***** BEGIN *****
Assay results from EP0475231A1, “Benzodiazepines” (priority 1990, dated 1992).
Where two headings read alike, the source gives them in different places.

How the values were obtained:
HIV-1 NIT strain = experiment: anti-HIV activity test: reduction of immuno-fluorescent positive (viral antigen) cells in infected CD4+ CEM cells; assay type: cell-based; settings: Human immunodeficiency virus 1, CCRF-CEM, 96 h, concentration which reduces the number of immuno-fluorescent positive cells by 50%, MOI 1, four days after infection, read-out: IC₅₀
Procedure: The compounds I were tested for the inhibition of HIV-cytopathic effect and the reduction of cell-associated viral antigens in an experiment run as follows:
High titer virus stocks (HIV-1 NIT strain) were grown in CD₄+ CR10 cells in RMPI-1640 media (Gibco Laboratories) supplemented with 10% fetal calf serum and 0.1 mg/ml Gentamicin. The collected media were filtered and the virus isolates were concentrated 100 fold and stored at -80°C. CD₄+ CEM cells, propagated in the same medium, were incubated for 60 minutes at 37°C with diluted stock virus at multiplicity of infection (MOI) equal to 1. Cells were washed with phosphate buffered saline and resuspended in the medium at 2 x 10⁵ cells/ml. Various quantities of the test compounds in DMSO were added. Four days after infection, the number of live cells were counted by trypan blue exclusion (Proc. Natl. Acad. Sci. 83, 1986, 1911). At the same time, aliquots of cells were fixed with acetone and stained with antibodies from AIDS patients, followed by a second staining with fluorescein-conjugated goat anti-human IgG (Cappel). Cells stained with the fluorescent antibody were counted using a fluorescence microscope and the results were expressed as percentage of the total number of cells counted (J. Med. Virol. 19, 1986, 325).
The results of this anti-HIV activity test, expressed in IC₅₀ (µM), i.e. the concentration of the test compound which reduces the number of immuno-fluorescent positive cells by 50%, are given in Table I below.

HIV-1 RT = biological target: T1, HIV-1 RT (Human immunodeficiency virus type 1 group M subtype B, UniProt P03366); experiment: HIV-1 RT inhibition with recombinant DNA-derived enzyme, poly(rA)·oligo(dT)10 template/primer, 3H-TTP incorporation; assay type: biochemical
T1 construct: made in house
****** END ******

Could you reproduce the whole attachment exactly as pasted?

Assay results from EP0475231A1, “Benzodiazepines” (priority 1990, dated 1992).
Where two headings read alike, the source gives them in different places.

How the values were obtained:
HIV-1 NIT strain = experiment: anti-HIV activity test: reduction of immuno-fluorescent positive (viral antigen) cells in infected CD4+ CEM cells; assay type: cell-based; settings: Human immunodeficiency virus 1, CCRF-CEM, 96 h, concentration which reduces the number of immuno-fluorescent positive cells by 50%, MOI 1, four days after infection, read-out: IC₅₀
Procedure: The compounds I were tested for the inhibition of HIV-cytopathic effect and the reduction of cell-associated viral antigens in an experiment run as follows:
High titer virus stocks (HIV-1 NIT strain) were grown in CD₄+ CR10 cells in RMPI-1640 media (Gibco Laboratories) supplemented with 10% fetal calf serum and 0.1 mg/ml Gentamicin. The collected media were filtered and the virus isolates were concentrated 100 fold and stored at -80°C. CD₄+ CEM cells, propagated in the same medium, were incubated for 60 minutes at 37°C with diluted stock virus at multiplicity of infection (MOI) equal to 1. Cells were washed with phosphate buffered saline and resuspended in the medium at 2 x 10⁵ cells/ml. Various quantities of the test compounds in DMSO were added. Four days after infection, the number of live cells were counted by trypan blue exclusion (Proc. Natl. Acad. Sci. 83, 1986, 1911). At the same time, aliquots of cells were fixed with acetone and stained with antibodies from AIDS patients, followed by a second staining with fluorescein-conjugated goat anti-human IgG (Cappel). Cells stained with the fluorescent antibody were counted using a fluorescence microscope and the results were expressed as percentage of the total number of cells counted (J. Med. Virol. 19, 1986, 325).
The results of this anti-HIV activity test, expressed in IC₅₀ (µM), i.e. the concentration of the test compound which reduces the number of immuno-fluorescent positive cells by 50%, are given in Table I below.

HIV-1 RT = biological target: T1, HIV-1 RT (Human immunodeficiency virus type 1 group M subtype B, UniProt P03366); experiment: HIV-1 RT inhibition with recombinant DNA-derived enzyme, poly(rA)·oligo(dT)10 template/primer, 3H-TTP incorporation; assay type: biochemical
T1 construct: made in house